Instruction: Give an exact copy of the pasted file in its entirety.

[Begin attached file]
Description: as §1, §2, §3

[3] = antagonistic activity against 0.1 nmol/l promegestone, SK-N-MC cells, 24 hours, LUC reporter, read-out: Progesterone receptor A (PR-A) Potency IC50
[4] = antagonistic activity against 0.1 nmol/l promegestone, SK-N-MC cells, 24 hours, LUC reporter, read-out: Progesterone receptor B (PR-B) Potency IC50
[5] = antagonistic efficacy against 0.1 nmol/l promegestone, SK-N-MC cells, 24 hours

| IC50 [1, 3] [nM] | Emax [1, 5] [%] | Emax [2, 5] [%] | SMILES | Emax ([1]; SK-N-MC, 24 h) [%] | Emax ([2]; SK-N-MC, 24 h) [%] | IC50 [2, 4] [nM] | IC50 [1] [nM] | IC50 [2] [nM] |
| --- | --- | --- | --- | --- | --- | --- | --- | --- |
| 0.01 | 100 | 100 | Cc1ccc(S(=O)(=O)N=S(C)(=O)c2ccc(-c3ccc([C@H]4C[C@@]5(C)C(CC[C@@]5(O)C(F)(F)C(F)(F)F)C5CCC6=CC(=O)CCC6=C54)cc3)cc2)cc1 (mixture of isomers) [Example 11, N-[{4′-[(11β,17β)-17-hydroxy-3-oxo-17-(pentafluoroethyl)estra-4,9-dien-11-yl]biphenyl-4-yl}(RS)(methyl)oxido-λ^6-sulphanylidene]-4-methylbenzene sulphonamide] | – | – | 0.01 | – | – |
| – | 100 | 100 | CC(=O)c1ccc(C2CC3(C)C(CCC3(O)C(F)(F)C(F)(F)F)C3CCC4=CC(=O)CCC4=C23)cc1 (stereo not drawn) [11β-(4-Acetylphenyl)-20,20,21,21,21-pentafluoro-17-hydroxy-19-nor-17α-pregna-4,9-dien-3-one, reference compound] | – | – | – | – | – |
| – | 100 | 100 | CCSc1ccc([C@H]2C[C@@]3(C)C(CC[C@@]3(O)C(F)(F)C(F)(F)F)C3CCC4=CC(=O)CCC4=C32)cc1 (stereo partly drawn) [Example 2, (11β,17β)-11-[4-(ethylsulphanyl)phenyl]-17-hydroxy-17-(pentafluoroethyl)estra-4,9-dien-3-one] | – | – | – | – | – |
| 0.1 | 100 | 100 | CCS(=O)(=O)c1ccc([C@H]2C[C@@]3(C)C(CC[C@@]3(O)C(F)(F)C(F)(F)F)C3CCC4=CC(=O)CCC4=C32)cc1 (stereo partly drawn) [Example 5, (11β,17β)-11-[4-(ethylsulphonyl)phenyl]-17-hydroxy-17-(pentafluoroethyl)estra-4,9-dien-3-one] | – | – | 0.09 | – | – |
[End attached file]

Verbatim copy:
Description: as §1, §2, §3

[3] = antagonistic activity against 0.1 nmol/l promegestone, SK-N-MC cells, 24 hours, LUC reporter, read-out: Progesterone receptor A (PR-A) Potency IC50
[4] = antagonistic activity against 0.1 nmol/l promegestone, SK-N-MC cells, 24 hours, LUC reporter, read-out: Progesterone receptor B (PR-B) Potency IC50
[5] = antagonistic efficacy against 0.1 nmol/l promegestone, SK-N-MC cells, 24 hours

| IC50 [1, 3] [nM] | Emax [1, 5] [%] | Emax [2, 5] [%] | SMILES | Emax ([1]; SK-N-MC, 24 h) [%] | Emax ([2]; SK-N-MC, 24 h) [%] | IC50 [2, 4] [nM] | IC50 [1] [nM] | IC50 [2] [nM] |
| --- | --- | --- | --- | --- | --- | --- | --- | --- |
| 0.01 | 100 | 100 | Cc1ccc(S(=O)(=O)N=S(C)(=O)c2ccc(-c3ccc([C@H]4C[C@@]5(C)C(CC[C@@]5(O)C(F)(F)C(F)(F)F)C5CCC6=CC(=O)CCC6=C54)cc3)cc2)cc1 (mixture of isomers) [Example 11, N-[{4′-[(11β,17β)-17-hydroxy-3-oxo-17-(pentafluoroethyl)estra-4,9-dien-11-yl]biphenyl-4-yl}(RS)(methyl)oxido-λ^6-sulphanylidene]-4-methylbenzene sulphonamide] | – | – | 0.01 | – | – |
| – | 100 | 100 | CC(=O)c1ccc(C2CC3(C)C(CCC3(O)C(F)(F)C(F)(F)F)C3CCC4=CC(=O)CCC4=C23)cc1 (stereo not drawn) [11β-(4-Acetylphenyl)-20,20,21,21,21-pentafluoro-17-hydroxy-19-nor-17α-pregna-4,9-dien-3-one, reference compound] | – | – | – | – | – |
| – | 100 | 100 | CCSc1ccc([C@H]2C[C@@]3(C)C(CC[C@@]3(O)C(F)(F)C(F)(F)F)C3CCC4=CC(=O)CCC4=C32)cc1 (stereo partly drawn) [Example 2, (11β,17β)-11-[4-(ethylsulphanyl)phenyl]-17-hydroxy-17-(pentafluoroethyl)estra-4,9-dien-3-one] | – | – | – | – | – |
| 0.1 | 100 | 100 | CCS(=O)(=O)c1ccc([C@H]2C[C@@]3(C)C(CC[C@@]3(O)C(F)(F)C(F)(F)F)C3CCC4=CC(=O)CCC4=C32)cc1 (stereo partly drawn) [Example 5, (11β,17β)-11-[4-(ethylsulphonyl)phenyl]-17-hydroxy-17-(pentafluoroethyl)estra-4,9-dien-3-one] | – | – | 0.09 | – | – |